There has been a plethora of predictions and declarations concerning the outcome of the June 8th snap election and with time many of these musings will be rightfully ridiculed but there is one such utterance we can all announce total conviction: a party the vast majority of the UK electorate didn’t vote for will end up in power.
According to most pundits and commentators as well as the much maligned pollsters, this election is the Conservatives’ to lose, despite Labour under Corbyn clawing back much of the twenty point deficit that was being banded about before the surprise vote was called.
Nevertheless, it is important to stress that when people talk about the Tories winning the election and forming a majority, they are only doing so in reference to the House of Commons.
No Conservative politician or sympathetic pundit thinks the party will get anywhere close to a majority of votes in June. In fact, they’d all be overjoyed if Theresa May managed to bring in just 40 cent of votes cast.
After all, there were scenes of jubilation after Cameron managed to win a slender majority in the Commons in May 2015 and that came with less than 11.4 million votes out of an electorate of 46.4 million.
Of course, voter turnout was a mere 66.1 per cent which means that if you factor in all those on the electoral register who didn’t take part in the election and the many who didn’t even register to vote, Cameron was able to form a “majority” with the support of less than a quarter of the UK’s adult population.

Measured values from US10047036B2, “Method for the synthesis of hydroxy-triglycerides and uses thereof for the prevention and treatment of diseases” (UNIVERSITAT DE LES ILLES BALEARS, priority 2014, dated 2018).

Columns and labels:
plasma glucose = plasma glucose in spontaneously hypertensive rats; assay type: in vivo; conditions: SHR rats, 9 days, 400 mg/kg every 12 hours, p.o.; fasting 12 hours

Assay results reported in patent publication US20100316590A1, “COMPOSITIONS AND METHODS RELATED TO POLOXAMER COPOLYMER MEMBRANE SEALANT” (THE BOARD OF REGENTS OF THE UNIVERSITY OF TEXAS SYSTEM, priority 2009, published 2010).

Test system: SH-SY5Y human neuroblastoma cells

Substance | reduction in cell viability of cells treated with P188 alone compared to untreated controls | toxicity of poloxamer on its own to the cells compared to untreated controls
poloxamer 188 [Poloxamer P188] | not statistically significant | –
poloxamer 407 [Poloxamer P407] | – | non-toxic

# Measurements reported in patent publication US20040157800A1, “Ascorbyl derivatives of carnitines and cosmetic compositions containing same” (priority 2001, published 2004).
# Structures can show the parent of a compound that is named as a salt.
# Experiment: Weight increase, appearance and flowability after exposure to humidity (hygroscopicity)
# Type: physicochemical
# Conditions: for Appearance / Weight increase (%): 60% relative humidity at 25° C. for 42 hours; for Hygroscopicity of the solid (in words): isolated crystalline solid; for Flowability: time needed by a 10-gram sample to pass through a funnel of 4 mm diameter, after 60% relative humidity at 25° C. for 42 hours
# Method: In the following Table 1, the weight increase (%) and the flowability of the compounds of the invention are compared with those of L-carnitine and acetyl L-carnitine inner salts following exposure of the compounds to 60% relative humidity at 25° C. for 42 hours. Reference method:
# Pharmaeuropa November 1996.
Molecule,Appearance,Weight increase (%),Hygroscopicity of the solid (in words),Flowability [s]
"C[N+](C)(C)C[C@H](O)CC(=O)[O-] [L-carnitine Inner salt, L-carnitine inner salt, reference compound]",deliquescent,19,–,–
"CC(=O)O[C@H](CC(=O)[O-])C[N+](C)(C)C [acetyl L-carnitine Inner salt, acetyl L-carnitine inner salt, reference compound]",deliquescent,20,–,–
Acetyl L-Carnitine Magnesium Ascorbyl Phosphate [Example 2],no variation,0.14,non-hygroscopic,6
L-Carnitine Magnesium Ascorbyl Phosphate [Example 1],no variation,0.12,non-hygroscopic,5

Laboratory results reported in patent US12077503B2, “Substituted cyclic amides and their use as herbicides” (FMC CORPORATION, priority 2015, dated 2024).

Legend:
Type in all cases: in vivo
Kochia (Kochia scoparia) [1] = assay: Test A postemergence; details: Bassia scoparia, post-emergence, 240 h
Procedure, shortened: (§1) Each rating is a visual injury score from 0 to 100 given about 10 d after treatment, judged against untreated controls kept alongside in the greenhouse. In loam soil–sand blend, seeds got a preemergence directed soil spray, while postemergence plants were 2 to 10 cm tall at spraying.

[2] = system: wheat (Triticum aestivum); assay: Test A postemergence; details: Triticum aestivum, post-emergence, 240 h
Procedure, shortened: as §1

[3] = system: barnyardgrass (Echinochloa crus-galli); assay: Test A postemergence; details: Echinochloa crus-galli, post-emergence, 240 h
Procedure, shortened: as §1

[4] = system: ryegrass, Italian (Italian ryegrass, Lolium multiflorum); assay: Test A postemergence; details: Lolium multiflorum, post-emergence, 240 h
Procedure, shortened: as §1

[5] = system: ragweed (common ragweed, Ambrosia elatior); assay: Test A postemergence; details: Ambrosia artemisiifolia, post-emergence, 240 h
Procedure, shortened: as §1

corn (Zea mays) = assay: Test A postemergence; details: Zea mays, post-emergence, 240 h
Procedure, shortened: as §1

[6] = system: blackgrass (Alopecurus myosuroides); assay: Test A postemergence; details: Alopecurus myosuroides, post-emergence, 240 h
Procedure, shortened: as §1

The fact a party can gain near total control of the country with such little public backing is important to remember for two reasons:
This is not to say that it is easy to obtain said millions of votes, after all, no party has done so since 1997 when Tony Blair received more than 13.5 million (still less than John Mayor in 1992 who received more than 14 million votes – making him the most “popular” leader of all time), but it can most definitely be done.
In fact, Tony Blair, alongside his resounding success in 1997, holds the distinction of having been able to form a “majority” in the Commons with less than 10 million votes, something he achieved in 2005.
Back then of course voter turnout was a paltry 61.4 per cent and the UK’s population was also smaller than it is today, but the fact remains that if you can get around a quarter of the UK’s population to support your political effort, you’ll very likely find yourself in the Commons with a comfortable majority.
This time round such a result would enable the Tories be able to ram home any legislation they fancied, from the further privatisation of the NHS to more draconian austerity measures and larger subsidies to the arms trade.
Yet if that is to be the case, don’t be fooled into believing that the “majority” of the country voted for such measures. In reality, no party, be it Labour or the Tories, has ever come close to getting the nod from more than half the electorate. That’s just not how politics works in the UK.